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Non-Chemical Ways To Stop Turf Diseases

By Laura Pottorff, horticulturist and plant pathologist with Colorado State University Cooperative Extension

Correct management rather than use of chemicals is the key to controlling most diseases in home lawns.

Leaf spot and melting out disease in bluegrass lawns is a good example. One of the most common of the bluegrass problems, this fungus-caused disease is most active in the spring after cool, moist weather. PHOTO

Leaf spot is the disease's first stage. Elliptical-shaped spots are surrounded by a dark purple border. Tissue in the center of the spot may die and turn beige or straw-colored. If the spot extends across the leaf, the blades wither and dies.

As the disease progresses, the fungus works its way to the plant's base and attacks the roots and crown. Basal tissues near the ground become dark brown and rot. This is the melting-out stage when grass gradually thins and melts out the diseased area. The turf appears yellowish, thin and shabby with irregular patches of dead grass.

Non-chemical controls will promote a healthy lawn and help prevent melting out and other turf diseases.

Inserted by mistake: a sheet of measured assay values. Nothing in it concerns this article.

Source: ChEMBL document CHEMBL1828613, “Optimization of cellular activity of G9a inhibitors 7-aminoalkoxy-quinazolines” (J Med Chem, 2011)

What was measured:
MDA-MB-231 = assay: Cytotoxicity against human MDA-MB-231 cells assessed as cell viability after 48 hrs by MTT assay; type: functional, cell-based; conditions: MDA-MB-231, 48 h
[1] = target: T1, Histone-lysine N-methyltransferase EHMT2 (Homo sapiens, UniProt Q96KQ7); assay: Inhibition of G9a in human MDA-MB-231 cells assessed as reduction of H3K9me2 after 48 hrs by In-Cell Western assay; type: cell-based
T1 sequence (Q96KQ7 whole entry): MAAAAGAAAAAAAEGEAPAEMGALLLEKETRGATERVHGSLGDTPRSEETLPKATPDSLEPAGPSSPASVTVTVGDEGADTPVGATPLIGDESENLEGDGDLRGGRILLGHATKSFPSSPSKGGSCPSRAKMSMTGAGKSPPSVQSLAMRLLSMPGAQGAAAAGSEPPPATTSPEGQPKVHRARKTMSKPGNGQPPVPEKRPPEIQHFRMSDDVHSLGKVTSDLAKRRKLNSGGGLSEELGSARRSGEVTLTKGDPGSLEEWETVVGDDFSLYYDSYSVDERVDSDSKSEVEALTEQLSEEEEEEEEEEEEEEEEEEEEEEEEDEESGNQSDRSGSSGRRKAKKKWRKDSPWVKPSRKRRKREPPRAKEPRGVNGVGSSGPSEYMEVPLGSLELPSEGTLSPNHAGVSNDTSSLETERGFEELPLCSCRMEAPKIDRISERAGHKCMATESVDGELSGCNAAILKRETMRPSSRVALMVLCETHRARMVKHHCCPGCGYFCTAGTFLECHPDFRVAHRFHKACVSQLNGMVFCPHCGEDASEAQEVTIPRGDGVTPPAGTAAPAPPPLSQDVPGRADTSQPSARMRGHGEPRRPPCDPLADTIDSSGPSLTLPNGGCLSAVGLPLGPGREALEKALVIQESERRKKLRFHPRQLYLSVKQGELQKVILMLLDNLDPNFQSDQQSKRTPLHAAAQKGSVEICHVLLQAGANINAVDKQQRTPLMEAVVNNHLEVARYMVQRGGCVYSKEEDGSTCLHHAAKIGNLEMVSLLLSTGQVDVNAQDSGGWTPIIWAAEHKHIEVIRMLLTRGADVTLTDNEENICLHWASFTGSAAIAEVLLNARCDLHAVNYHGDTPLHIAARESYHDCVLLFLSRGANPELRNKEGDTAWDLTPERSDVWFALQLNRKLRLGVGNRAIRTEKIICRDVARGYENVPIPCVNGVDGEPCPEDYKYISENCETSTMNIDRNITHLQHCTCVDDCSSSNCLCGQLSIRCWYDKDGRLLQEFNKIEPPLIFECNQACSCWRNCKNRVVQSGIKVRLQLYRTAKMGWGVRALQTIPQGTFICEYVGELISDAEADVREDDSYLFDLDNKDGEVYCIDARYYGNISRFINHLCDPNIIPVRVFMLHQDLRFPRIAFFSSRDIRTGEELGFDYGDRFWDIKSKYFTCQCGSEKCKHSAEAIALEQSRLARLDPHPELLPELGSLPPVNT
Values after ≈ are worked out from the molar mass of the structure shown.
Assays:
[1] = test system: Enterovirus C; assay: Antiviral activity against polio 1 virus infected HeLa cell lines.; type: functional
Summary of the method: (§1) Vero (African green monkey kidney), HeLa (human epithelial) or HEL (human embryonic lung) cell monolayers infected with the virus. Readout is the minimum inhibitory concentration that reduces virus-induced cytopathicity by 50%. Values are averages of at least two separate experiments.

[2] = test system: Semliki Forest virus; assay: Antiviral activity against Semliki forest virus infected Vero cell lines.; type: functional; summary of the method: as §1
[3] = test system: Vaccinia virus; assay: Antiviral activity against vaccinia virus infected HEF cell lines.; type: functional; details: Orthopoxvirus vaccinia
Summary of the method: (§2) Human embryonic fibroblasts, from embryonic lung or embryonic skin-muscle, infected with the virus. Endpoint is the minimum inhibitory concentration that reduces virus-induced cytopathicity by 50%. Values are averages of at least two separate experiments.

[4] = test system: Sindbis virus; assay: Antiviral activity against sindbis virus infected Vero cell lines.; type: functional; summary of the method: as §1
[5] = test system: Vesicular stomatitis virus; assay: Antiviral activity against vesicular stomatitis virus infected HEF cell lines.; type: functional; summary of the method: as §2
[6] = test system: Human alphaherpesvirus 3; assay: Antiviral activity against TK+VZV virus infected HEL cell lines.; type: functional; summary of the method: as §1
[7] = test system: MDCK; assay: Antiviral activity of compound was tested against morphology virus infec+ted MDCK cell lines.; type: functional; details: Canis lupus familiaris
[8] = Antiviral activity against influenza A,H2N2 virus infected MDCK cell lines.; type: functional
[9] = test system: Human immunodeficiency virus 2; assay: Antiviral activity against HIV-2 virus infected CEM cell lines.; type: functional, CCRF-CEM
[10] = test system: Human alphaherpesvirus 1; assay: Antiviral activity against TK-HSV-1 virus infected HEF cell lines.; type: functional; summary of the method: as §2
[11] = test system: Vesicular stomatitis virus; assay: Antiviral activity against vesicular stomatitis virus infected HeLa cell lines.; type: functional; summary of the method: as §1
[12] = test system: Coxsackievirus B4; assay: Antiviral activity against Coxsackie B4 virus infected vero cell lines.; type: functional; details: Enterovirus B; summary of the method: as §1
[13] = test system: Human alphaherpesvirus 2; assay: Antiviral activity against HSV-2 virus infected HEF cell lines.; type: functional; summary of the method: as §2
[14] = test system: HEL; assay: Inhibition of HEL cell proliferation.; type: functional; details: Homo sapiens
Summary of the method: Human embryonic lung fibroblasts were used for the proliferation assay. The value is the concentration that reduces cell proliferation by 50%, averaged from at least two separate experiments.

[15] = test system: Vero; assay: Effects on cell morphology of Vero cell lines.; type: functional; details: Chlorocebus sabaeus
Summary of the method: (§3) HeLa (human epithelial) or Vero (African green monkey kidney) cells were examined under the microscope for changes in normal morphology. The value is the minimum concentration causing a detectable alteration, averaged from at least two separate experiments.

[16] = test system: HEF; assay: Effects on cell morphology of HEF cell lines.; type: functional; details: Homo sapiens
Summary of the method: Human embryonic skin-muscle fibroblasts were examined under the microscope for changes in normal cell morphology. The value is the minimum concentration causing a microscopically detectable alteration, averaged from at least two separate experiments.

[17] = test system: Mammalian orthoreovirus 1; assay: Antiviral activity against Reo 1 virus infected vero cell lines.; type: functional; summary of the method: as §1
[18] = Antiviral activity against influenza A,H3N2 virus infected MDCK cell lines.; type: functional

• Fertilize to meet the nutritional needs of turfgrass, but avoid over-fertilization that stimulates lush, succulent growth. Such growth is more susceptible to disease-causing fungi. One pound of nitrogen per 1,000 square feet should be sufficient.
  • Raise the cutting height of your lawn mower so grass is cut to 2 1/2 to 3 inches. Keep mower blades sharp to reduce the area of open wounds through which fungi can enter.
  • Reduce excess thatch accumulation by aerating annually either in spring or fall. Thatch is a layer of slowly decomposing grass stems, dead roots and debris that accumulates above the soil line and below the grass blades.
  • A thin layer of thatch, 1/4 to 1/2 inch, may benefit the lawn as it buffers soil temperatures and can help reduce soil compaction. When this layer reaches more than 1 to 2 inches, however, it stops water and fertilizer from reaching the soil. Turf roots begin to grow in the thatch rather than the soil. Plants from these roots are less temperature and drought resistant. A thick thatch layer also can enhance the build-up of diseases and insects.
  • Irrigate infrequently but deeply to a six to eight inch depth. This encourages deep root growth.

When controlling any type of disease, insect or weed problem, find out what you may or may not be doing to encourage pests. Contact your local Colorado State University Cooperative Extension office for information.

Photograph courtesy of Judy Sedbrook.

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Date last revised: 01/05/2010